“The purse was lying in the same position it always did and if it had been the woman’s own money, they would have been stolen just the same,” said Maigreth Mellgren of the police, to local paper Göteborgsposten (GP).
In December last year a woman reported that she thought notes were being pilfered out of her 98-year-old mother’s purse. Suspicions were aimed at a caregiver, who regularly visited the old woman’s home to help her with everyday chores.
Police took the controversial decision to plant 600 kronor ($87), in one hundred kronor notes, in the nonagenarian’s wallet.
When the caregiver next visited, a police patrol was waiting further down the road, according to GP.
The suspicions turned out to be true, five of the six notes were found on the caregiver’s person.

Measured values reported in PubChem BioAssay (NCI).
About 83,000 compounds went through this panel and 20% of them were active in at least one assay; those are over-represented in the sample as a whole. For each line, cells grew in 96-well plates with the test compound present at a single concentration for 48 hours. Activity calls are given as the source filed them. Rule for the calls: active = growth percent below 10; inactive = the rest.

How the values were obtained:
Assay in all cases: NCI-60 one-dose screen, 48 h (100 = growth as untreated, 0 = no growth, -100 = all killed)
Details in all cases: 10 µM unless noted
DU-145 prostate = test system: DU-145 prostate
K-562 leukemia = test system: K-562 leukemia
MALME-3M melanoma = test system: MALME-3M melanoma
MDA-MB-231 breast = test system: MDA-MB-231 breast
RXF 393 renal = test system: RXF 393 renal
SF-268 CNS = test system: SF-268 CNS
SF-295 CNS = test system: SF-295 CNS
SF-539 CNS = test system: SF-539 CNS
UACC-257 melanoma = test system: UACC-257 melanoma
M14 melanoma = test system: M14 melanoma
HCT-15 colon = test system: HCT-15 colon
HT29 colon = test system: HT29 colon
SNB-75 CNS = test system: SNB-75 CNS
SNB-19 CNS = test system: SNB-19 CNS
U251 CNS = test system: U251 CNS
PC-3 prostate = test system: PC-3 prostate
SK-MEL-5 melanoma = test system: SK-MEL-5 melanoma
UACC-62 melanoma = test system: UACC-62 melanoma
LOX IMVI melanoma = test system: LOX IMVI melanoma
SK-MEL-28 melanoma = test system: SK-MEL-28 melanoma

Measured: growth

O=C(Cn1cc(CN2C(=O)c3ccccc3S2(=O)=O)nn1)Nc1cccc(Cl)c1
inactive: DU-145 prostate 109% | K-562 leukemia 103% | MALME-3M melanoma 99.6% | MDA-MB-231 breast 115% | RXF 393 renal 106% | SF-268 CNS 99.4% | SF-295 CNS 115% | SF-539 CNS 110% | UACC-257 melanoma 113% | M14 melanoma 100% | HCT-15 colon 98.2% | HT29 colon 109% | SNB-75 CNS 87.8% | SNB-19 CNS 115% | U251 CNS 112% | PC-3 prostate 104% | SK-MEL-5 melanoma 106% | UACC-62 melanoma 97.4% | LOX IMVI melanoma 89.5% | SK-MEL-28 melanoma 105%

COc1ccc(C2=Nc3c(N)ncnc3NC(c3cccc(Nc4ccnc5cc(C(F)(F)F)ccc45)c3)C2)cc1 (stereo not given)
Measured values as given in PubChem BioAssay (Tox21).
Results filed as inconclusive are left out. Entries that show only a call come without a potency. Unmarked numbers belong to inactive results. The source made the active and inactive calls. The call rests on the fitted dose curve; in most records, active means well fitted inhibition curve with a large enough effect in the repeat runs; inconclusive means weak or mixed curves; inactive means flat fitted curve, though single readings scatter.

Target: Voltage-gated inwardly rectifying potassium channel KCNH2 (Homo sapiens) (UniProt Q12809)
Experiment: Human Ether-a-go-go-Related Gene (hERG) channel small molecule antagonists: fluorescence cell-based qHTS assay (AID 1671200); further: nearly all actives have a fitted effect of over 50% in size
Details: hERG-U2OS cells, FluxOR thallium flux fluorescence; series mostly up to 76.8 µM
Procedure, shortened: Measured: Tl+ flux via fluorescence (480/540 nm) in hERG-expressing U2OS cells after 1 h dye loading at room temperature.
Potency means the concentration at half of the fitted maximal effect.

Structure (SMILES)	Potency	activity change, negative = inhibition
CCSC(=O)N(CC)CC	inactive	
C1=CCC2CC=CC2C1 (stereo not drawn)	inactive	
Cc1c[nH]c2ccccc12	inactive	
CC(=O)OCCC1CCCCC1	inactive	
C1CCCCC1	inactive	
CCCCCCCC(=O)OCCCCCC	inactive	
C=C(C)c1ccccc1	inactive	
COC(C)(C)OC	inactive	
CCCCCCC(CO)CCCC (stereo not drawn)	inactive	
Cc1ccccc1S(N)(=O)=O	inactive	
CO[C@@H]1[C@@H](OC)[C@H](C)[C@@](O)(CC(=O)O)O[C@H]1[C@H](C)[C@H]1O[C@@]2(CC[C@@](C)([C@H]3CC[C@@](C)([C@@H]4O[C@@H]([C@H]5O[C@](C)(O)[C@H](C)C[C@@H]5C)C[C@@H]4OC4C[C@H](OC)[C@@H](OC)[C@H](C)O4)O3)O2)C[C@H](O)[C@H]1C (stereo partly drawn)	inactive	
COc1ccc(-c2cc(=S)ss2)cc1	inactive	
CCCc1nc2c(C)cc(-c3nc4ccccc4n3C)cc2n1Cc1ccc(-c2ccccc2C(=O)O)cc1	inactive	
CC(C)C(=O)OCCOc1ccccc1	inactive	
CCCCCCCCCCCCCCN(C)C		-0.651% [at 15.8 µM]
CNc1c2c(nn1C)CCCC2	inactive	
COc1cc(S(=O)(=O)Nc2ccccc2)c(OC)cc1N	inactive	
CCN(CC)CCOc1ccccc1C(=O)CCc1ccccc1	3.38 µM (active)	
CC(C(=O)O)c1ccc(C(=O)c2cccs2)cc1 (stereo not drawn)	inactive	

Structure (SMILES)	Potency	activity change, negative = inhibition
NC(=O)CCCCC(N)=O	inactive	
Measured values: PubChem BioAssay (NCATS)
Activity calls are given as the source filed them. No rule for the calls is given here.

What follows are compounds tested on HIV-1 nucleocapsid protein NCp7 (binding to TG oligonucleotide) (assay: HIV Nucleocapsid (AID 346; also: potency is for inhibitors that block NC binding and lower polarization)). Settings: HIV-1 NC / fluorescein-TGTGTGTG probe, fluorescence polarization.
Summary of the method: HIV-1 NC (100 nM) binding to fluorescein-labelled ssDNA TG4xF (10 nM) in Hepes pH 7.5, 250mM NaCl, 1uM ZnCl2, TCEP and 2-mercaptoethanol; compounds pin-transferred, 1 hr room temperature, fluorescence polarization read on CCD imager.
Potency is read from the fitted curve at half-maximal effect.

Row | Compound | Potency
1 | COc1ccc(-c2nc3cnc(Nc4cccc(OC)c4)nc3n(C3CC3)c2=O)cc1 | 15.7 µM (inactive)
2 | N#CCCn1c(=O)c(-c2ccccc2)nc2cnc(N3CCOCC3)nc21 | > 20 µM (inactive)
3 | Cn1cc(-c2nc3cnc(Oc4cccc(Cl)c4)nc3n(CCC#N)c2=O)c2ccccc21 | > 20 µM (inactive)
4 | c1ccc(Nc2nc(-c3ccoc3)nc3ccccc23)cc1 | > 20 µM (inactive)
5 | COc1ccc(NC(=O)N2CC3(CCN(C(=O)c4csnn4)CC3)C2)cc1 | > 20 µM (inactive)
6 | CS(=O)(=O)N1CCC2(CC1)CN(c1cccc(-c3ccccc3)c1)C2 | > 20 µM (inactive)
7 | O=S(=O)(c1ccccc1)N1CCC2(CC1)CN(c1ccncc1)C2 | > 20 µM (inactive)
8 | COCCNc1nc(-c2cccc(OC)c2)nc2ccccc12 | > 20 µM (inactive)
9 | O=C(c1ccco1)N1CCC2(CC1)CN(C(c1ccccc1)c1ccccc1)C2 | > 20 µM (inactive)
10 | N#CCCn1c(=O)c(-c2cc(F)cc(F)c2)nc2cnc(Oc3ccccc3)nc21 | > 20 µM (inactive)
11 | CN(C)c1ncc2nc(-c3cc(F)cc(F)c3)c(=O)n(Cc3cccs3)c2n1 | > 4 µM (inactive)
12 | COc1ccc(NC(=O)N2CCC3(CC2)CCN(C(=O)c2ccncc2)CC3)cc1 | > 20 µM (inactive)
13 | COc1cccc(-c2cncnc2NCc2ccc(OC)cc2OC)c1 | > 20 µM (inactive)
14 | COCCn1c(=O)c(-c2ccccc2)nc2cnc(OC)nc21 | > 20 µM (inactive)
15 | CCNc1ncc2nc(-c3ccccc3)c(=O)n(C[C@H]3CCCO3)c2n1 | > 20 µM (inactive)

However, the district court in Uddevalla ruled that police had no right to act as they did, and that the woman would never have stolen the money, should she have known it belonged to the police.
She could therefore not be charged with intentional theft from the police, which was the charge that the prosecutor had demanded.
Furthermore, the district court wrote in their ruling that a fair trial against the woman must be seen as undermined due to the police’s actions.
The court wrote that the charged maid probably did take money from the old lady without leave. Her own explanation; that the old lady had asked her to purchase “orange cordial, fruit and bread” with the 500 kronor, the court dismissed as “not very convincing”.
But despite this, the woman was freed from all charges.
“It is a very fine line between evidence and entrapment and perhaps we must be even more careful now, “ Mellgren told GP.